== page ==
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J Neurochem. 1993 Feb;60(2):588-94.

Brain hydroxyl radical generation in acute experimental head injury.

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Central Nervous System Diseases Research, Upjohn Company, Kalamazoo, Michigan.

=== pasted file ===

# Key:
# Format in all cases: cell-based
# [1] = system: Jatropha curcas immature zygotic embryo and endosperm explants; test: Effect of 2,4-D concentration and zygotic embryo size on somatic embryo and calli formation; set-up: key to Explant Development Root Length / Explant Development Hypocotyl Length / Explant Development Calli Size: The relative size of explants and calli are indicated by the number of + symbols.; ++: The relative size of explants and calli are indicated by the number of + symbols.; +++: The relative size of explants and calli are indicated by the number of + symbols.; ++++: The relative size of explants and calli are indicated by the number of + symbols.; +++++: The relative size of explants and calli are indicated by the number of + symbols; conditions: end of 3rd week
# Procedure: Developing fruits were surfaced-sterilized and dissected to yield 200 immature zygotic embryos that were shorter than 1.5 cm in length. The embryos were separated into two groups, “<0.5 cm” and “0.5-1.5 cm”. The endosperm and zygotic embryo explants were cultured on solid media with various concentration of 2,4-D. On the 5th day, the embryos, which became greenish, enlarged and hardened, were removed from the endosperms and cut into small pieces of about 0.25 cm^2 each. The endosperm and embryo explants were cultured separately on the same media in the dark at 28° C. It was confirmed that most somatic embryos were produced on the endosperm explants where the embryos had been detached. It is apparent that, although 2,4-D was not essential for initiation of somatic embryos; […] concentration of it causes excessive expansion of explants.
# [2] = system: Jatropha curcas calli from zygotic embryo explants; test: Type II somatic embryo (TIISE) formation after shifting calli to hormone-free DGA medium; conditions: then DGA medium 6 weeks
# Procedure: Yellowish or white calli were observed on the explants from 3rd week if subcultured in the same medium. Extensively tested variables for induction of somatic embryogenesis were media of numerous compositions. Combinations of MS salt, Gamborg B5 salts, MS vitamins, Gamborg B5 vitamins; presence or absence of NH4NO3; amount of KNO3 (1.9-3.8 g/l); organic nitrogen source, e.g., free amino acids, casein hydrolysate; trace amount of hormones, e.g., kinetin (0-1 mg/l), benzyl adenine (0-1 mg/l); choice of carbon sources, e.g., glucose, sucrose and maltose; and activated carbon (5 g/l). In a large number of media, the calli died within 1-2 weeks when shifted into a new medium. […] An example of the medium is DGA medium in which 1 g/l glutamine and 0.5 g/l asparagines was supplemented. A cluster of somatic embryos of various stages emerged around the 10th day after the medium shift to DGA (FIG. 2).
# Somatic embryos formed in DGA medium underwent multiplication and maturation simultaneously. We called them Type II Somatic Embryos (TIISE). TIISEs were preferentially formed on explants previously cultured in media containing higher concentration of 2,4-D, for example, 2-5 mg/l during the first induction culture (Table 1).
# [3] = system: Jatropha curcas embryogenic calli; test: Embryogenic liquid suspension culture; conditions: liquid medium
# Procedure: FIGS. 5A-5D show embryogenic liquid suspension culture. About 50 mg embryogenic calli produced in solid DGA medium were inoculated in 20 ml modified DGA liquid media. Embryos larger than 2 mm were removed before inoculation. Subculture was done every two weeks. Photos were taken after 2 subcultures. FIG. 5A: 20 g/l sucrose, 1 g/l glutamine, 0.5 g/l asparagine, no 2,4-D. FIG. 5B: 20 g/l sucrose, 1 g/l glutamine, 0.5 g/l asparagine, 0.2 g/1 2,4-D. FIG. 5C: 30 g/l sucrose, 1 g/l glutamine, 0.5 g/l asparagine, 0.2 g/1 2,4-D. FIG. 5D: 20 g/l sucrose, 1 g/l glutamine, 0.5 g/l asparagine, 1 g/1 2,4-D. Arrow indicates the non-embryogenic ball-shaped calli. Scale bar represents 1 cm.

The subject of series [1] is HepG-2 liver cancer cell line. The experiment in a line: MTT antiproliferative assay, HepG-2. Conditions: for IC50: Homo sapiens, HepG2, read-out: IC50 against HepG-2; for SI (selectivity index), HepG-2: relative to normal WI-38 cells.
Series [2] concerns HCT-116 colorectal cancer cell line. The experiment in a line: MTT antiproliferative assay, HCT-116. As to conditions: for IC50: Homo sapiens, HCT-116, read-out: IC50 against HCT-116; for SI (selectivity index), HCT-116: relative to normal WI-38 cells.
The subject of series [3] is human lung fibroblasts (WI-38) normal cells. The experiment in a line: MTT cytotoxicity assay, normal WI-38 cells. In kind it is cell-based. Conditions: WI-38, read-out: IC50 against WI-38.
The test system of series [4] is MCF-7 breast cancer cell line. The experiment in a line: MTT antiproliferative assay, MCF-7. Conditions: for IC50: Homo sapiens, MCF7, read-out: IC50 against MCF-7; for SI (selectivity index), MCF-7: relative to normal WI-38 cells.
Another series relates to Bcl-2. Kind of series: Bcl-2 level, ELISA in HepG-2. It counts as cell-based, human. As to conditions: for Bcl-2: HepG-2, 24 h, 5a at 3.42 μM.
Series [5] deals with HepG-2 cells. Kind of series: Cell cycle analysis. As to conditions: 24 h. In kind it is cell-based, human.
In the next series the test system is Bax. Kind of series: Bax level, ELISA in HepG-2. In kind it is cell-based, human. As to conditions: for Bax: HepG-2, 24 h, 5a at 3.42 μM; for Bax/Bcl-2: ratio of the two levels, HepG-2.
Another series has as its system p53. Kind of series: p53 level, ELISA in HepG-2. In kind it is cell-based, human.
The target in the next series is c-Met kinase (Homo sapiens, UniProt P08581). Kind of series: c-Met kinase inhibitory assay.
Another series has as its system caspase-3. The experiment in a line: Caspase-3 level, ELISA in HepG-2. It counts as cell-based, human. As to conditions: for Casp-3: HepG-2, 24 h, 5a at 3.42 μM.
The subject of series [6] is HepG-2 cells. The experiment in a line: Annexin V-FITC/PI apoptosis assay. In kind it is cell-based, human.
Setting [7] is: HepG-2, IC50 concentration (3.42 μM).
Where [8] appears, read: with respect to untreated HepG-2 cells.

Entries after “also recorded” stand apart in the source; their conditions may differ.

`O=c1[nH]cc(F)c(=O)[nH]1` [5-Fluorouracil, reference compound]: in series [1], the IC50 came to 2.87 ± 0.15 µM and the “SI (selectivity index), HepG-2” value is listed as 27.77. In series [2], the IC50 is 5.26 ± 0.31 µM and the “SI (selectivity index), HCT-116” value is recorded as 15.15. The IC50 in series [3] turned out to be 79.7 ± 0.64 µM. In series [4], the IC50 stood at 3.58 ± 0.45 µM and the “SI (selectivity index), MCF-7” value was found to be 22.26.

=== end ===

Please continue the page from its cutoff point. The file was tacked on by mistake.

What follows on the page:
The time course and intensity of brain hydroxyl radical (.OH) generation were examined in male CF-1 mice during the first hour after moderate or severe concussive head injury. Hydroxyl radical production was measured using the salicylate trapping method in which the production of 2,3- and/or 2,5-dihydroxybenzoic acid (DHBA) in brain 15 min after salicylate administration was used as an index of .OH formation. In mice injured with a concussion of moderate severity as defined by the 1-h posttraumatic neurologic recovery (grip score), a 60% increase in 2,5-DHBA formation was observed by 1 min after injury compared with that observed in uninjured mice. The peak in DHBA formation occurred at 15 min after injury (+67.5%; p < 0.02, compared with uninjured). At 30 min, the increase in DHBA lost significance, indicating that the posttraumatic increase in brain .OH formation is a transient phenomenon. In severely injured mice, the peak increase in DHBA (both 2,3- and 2,5-) was observed at 30 min after injury, but also fell off thereafter as with the moderate injury severity. Preinjury dosing of the mice with SKF-525A (50 mg/kg i.p.), an inhibitor of microsomal drug oxidations, did not blunt the posttraumatic increase in salicylate-derived 2,5-DHBA, thus showing that it is not due to increased metabolic hydroxylation. Neither injury nor SKF-525A administration affected the DHBA plasma levels. However, saline perfusion of the injured mice to remove the intravascular blood before brain removal eliminated the injury-induced increase in 2,5-DHBA, but did not affect the baseline levels seen in uninjured mice.(ABSTRACT TRUNCATED AT 250 WORDS).

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